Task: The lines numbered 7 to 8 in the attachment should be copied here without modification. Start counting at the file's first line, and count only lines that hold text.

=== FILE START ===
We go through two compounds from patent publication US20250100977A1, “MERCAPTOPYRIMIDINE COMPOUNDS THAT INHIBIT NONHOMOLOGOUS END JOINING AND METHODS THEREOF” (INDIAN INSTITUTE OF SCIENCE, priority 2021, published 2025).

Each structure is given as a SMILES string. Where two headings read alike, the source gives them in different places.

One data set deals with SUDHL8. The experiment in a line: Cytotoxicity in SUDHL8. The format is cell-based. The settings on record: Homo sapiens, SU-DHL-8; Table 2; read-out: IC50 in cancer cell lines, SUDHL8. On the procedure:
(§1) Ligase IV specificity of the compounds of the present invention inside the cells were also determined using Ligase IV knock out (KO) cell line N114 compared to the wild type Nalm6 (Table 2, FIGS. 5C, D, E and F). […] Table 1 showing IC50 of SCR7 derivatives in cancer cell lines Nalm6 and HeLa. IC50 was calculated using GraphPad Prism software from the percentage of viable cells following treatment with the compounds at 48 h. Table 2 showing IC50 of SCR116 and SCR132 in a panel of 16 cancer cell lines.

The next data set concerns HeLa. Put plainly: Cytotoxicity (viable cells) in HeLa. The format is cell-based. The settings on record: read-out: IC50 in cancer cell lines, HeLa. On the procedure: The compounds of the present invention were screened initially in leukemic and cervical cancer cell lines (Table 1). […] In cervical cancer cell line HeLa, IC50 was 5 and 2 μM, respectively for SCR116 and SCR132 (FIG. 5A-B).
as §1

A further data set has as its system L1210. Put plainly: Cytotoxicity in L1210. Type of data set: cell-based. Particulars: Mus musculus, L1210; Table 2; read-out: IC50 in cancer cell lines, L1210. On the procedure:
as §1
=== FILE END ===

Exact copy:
A further data set has as its system L1210. Put plainly: Cytotoxicity in L1210. Type of data set: cell-based. Particulars: Mus musculus, L1210; Table 2; read-out: IC50 in cancer cell lines, L1210. On the procedure:
as §1